Note: HUD Homes Inspection Dilemma.

Whenever HUD takes ownership of a house, they winterize it. They shut off all utilities, removes all water from plumbing, and pours antifreeze where necessary. To do a complete home inspection by a professional home inspector, you need to turn on the utilities. However, HUD’s field service manager (FSM) would not allow you to turn on any utilities if you are not the successful bidder and signed the contract. On the other hand, without knowing the proper condition of electrical wiring, plumbing, HVAC systems, structure, it’s hard to bid on HUD homes. That’s why I call it a HUD Homes Inspection Dilemma. 

Step 4: Find a HUD Registered Closing Agent.

You need a HUD registered closing agent to close your HUD homes. You may use the “BSCA Search” tab in the hudhomestore.com website to find a closing agent near you. I highly recommend you visit the closing agent first. Ask him/her whether he/she would be able to close a HUD home for you. Also, make sure about the closing cost. The closing agent would charge you an only onetime fee, which you would pay at the closing. This could range from $850 to $1500, depending on your locality and the closing agent. If anyone quotes you an hourly rate, then walk away.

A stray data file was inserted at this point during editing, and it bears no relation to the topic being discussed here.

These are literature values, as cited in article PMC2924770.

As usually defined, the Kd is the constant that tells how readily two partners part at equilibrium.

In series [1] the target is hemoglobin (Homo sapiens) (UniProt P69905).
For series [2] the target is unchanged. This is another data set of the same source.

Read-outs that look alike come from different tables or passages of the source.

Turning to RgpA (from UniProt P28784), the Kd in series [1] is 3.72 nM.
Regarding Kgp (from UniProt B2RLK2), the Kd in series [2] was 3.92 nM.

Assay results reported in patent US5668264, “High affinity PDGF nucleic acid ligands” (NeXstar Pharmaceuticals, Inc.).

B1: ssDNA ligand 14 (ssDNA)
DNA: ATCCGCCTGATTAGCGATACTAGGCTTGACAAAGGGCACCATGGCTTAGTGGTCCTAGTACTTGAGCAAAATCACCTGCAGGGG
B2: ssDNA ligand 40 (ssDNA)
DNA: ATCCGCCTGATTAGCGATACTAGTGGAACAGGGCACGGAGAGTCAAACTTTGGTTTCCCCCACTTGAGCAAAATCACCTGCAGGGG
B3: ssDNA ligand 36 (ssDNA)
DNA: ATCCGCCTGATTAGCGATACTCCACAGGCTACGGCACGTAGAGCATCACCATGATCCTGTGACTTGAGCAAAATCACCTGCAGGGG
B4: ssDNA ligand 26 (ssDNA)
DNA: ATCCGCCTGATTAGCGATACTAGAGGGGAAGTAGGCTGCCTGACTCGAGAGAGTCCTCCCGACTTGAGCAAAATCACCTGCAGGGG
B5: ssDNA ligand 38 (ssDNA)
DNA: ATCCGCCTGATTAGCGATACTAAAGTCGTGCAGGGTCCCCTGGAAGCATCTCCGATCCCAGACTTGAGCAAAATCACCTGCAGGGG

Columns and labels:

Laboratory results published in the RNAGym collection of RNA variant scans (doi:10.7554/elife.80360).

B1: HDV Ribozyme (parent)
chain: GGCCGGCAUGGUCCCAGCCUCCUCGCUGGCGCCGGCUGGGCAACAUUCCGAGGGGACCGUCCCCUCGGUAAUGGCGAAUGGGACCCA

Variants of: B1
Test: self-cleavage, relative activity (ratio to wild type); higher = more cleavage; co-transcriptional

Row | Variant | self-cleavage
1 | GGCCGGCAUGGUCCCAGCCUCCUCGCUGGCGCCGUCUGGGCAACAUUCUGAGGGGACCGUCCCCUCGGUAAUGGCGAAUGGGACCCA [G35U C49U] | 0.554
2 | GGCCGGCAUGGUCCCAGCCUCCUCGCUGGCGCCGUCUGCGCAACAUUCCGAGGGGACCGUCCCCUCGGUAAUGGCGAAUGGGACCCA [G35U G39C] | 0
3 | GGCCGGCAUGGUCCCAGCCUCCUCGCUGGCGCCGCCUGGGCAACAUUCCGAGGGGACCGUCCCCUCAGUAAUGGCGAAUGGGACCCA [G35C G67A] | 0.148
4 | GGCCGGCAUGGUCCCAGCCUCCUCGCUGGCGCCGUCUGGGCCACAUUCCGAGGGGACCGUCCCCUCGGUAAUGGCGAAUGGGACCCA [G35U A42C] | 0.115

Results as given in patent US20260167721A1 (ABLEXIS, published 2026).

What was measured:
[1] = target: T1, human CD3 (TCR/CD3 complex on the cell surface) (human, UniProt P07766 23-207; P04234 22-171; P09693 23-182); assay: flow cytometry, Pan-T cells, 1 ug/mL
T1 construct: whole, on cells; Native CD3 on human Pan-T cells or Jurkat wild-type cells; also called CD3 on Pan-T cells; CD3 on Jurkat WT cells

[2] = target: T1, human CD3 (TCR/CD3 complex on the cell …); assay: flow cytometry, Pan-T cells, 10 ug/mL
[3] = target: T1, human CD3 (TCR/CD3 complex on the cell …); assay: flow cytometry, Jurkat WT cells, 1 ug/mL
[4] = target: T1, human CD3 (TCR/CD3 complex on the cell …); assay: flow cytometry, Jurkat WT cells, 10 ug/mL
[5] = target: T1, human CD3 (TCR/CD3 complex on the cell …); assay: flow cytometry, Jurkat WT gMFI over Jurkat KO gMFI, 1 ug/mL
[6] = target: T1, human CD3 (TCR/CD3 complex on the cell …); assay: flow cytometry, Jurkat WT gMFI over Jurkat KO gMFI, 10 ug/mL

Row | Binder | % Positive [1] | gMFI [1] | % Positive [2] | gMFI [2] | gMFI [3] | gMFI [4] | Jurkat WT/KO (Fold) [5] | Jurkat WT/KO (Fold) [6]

If your closing agent agrees to close the HUD homes for you, make sure his email address on the HUD website is correct. If not, ask him to update it. HUD will send all the signing documents to that email address. So, it’s crucial to have a valid email address. For example, our closing agent had an outdated email address, which he no longer used. So, he did not receive any email from HUD, and our bid was about to cancel for this.